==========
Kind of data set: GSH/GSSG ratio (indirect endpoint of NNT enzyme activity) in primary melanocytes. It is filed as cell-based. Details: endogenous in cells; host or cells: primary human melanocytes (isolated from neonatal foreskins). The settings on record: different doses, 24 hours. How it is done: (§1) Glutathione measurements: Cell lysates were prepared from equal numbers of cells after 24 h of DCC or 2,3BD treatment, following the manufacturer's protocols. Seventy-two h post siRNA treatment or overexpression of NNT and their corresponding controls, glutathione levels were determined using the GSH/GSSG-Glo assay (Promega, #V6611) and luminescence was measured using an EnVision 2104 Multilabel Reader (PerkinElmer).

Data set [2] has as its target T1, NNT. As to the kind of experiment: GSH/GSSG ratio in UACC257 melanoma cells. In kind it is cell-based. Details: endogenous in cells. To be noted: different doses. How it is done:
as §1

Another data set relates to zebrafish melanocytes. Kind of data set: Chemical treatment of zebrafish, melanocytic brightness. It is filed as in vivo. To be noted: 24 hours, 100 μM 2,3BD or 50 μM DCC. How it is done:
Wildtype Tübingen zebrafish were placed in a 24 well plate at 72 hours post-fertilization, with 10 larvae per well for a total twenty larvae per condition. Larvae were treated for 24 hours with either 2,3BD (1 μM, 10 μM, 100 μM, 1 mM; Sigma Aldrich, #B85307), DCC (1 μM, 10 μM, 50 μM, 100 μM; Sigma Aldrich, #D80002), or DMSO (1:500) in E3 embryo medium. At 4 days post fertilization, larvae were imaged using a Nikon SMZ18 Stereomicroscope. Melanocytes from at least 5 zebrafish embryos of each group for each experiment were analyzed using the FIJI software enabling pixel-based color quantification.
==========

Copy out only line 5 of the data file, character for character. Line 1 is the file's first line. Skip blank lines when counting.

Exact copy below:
Wildtype Tübingen zebrafish were placed in a 24 well plate at 72 hours post-fertilization, with 10 larvae per well for a total twenty larvae per condition. Larvae were treated for 24 hours with either 2,3BD (1 μM, 10 μM, 100 μM, 1 mM; Sigma Aldrich, #B85307), DCC (1 μM, 10 μM, 50 μM, 100 μM; Sigma Aldrich, #D80002), or DMSO (1:500) in E3 embryo medium. At 4 days post fertilization, larvae were imaged using a Nikon SMZ18 Stereomicroscope. Melanocytes from at least 5 zebrafish embryos of each group for each experiment were analyzed using the FIJI software enabling pixel-based color quantification.